A Spring Reminder From The Michigan DNR Regarding Baby Animals
We all love cute baby animals and all know how much it tugs on our heartstrings to find them all alone but the Michigan DNR says to leave them be!
As spring arrives, so do a lot of baby animals and their mamas coming out of hibernation. They have a lot to learn and a lot to get used to which is why we are encouraged to delight in their presence but keep our distance.
MLive reports that the Michigan DNR says while young animals appear to be abandoned the parents actually are not very far at all and it is actually a survival tactic especially common among animals like rabbits and deer.
Look, I get it, we've all seen movies like "Bambi" where it would break your heart to know that a cute little baby animal is all alone in this world. However, according to MLive, if you do believe that animal's parent is dead or could be injured itself to contact a licensed wildlife rehabilitator (CLICK HERE FOR DNR's LIST).
I don't know about all of you, but growing up I also heard that touching a lonely animal could make it so if or when their parent does get back your scent will make them abandon them.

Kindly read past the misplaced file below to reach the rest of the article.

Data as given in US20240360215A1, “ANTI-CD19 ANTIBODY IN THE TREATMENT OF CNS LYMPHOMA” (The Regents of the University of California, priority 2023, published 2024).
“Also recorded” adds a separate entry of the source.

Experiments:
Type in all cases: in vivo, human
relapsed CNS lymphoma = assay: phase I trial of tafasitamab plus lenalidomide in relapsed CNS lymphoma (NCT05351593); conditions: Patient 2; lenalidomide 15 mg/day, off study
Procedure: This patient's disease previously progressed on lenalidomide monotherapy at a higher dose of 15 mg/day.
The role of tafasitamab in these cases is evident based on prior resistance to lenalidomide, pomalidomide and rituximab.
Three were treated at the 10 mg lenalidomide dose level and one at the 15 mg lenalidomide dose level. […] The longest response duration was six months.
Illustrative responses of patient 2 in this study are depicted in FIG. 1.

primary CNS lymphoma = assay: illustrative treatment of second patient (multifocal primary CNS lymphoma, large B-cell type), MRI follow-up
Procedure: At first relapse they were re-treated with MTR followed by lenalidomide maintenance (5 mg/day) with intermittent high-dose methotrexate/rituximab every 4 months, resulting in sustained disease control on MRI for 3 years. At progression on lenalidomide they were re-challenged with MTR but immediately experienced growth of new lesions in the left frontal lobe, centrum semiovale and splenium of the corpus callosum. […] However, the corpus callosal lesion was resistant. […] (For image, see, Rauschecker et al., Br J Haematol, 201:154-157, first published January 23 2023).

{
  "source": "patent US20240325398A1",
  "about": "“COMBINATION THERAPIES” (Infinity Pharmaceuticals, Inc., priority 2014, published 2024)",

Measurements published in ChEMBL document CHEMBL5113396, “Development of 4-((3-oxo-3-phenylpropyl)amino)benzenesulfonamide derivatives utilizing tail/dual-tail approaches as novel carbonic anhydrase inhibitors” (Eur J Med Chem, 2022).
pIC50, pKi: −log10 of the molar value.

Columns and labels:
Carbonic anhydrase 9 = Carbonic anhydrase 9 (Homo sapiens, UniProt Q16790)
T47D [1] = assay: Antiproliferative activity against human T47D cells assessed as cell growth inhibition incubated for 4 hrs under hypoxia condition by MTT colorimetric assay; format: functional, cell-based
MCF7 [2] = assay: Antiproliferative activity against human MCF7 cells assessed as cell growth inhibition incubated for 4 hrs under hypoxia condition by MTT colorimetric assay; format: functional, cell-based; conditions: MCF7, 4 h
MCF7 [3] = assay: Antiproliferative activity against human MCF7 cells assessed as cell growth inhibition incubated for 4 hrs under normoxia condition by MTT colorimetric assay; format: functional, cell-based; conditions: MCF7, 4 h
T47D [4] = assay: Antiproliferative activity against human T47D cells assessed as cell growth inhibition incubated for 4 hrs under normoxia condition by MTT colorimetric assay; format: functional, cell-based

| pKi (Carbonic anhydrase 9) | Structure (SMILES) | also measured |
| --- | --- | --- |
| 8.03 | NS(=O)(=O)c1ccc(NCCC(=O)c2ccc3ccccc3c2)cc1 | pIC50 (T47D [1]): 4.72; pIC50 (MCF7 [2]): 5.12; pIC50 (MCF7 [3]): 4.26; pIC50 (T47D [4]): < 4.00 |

Now I don't know how true that is but it does help to reiterate the point that while your intentions may be the absolute best, your actions could have negative consequences for that animal.
So whether it is a baby deer, bunny or even a little bird that appears to have fallen out of the nest, it is best to keep your eye on it but chances are its parent will be coming back and it is all just part of them learning how to survive in the wild!
If you ever are worried the DNR does have a tip sheet or MLive shares you can "Learn more at Michigan.gov/Wildlife or contact the DNR Wildlife Division at 517-284-9453."
While you may want to scoop up a fluffy, cute little wild animal, it is actually illegal to just take it on home with you without a license but here are some animals you (surprisingly) can LEGALLY own here in Michigan:
MORE: Unique Pets You Can Legally Own In Michigan
SEE MORE: Animals That Are on Michigan's Endangered Species List
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